Are Hard Water Stains Ruining Your Windows?
Hard water stains are another one of the most common defects we see in home windows. As anyone who has tried to clean them from a window or shower stall knows, they can be very difficult to remove.
What Is It?
This window shows the effects of hard water stains. They are the white spots that display on glass and cannot be removed simply by cleaning the glass.
What Causes It?
Most hard water stains are actually the presence of calcium carbonate dissolved in the ground water, which is present in about 85% of US households. Hard water stains are caused when water with a high calcium carbonate content evaporates. The calcium remains behind, and is the cause of the white spots.
Glass shower doors are especially vulnerable to hard water stains because they are daily soaked with hard water that is allowed to dry on the glass. House windows that are hit by lawn sprinklers can also develop hard water stains, particularly at the bottom of the window where the water pools and evaporates on the glass.
The longer the stains remain and build up on the glass, the harder they become to remove, and the more likely they are to begin to “etch” the glass. Once glass has been etched, it becomes much more difficult and costly to repair.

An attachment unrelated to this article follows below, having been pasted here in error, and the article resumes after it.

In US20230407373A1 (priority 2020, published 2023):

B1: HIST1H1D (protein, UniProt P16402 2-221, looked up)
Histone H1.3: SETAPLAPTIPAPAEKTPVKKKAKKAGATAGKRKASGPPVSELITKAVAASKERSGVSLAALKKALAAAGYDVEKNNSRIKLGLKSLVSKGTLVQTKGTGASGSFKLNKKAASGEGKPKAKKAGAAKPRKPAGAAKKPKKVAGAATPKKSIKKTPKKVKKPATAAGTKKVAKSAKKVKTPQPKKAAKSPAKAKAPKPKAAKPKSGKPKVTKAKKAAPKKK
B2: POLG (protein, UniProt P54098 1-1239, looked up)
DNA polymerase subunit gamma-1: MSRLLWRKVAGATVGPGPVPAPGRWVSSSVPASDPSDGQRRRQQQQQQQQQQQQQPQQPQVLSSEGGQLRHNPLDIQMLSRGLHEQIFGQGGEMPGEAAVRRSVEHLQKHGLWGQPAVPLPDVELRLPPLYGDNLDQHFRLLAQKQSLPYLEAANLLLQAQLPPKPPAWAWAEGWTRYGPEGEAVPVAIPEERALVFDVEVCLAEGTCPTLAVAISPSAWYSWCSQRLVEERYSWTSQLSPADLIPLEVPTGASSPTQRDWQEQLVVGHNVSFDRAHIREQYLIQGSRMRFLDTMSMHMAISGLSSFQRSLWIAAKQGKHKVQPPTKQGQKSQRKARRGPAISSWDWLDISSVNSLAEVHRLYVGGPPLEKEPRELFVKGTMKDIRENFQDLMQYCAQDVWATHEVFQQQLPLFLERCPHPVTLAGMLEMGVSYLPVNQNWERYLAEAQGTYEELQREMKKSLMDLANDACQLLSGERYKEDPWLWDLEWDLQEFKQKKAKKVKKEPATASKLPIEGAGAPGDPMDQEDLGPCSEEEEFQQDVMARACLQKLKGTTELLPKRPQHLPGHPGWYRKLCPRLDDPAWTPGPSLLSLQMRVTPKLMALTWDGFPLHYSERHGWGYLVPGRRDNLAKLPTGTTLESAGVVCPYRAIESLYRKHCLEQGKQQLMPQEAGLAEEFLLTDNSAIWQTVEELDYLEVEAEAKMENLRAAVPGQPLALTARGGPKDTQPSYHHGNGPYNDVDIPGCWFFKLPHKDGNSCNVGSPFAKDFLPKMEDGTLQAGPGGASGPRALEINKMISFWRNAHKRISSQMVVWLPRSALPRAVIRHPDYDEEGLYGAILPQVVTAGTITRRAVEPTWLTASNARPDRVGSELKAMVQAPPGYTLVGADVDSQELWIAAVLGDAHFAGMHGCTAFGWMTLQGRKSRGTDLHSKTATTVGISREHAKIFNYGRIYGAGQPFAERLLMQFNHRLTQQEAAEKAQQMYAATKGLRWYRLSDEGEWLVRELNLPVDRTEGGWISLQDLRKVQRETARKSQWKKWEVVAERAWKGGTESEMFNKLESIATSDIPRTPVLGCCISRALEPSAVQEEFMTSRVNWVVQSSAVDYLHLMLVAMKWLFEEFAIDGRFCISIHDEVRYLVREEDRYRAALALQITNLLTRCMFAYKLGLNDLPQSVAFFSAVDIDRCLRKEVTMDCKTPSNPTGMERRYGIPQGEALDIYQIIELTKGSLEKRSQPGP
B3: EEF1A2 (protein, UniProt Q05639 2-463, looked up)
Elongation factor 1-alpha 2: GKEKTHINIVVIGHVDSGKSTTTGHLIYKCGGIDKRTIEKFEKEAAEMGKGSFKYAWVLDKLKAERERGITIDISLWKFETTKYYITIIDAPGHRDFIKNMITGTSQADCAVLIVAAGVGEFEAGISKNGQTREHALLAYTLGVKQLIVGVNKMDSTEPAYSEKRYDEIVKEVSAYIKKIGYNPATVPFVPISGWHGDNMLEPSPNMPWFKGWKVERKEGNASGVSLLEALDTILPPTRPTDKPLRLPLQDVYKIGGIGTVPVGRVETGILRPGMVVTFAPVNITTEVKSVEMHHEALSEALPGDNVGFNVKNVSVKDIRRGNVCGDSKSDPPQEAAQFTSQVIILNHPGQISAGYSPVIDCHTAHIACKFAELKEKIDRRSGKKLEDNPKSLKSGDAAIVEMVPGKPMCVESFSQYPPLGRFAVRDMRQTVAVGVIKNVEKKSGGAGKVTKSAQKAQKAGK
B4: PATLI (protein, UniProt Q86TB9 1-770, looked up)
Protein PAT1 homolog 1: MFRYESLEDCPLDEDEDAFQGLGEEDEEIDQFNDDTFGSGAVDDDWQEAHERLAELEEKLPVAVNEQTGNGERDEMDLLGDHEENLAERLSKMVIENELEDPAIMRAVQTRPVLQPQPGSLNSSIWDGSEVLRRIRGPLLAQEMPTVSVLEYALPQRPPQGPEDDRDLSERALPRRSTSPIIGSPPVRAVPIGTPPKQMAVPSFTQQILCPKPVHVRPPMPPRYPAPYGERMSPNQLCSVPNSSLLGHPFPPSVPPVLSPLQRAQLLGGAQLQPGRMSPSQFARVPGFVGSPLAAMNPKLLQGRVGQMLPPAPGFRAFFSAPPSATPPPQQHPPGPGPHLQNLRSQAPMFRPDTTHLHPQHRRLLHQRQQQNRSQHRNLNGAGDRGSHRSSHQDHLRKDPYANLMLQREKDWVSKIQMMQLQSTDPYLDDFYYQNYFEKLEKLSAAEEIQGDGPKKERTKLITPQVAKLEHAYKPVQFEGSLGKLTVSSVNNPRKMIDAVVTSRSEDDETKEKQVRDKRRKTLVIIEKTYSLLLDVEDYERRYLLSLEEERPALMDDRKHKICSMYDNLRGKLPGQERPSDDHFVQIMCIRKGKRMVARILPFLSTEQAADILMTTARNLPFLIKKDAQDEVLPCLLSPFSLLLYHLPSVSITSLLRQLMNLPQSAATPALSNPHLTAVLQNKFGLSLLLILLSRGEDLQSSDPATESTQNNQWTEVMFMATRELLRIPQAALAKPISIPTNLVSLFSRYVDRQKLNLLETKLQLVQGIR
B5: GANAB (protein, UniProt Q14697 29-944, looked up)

What Can Be Done?
There are several preventative steps you can take to minimize the effect of hard water stains. If you have sprinklers, ask the company that maintains them to adjust the heads so that they do not directly hit your windows. Use a squeegee every time you leave the shower to remove the water from the glass before it evaporates. If you already have hard water strains on your glass, there are a variety of home remedies you can find through an internet search. Often, however, by the time you get around to trying to correct the issue yourself, it has progressed beyond the point that these home remedies can be effective.
Mr. Wright’s has two treatments that are beyond the reach of most homeowners. The first is the use of chemicals, and the second involves restoration. If they staining is only on the surface of the glass, we can use a hydrofluoric acid solution to treat it. The acid eats the silica off the glass. Where that’s not effective or where the hard water has begun to etch the glass, the only remaining solution is a restoration process.
Restoration is done using a scratch removal system. This involves grinding the glass down to a level beyond where the etching exists. There are drawbacks to the restoration process. For one, it may not be 100% effective, depending on the level of damage and how it responds to the restoration treatment. Also, there is often a slight distortion to the glass that has been treated with the restoration process.
If you have hard water stains and want to know whether they can be treated, let us know and we’ll be happy to come take a look.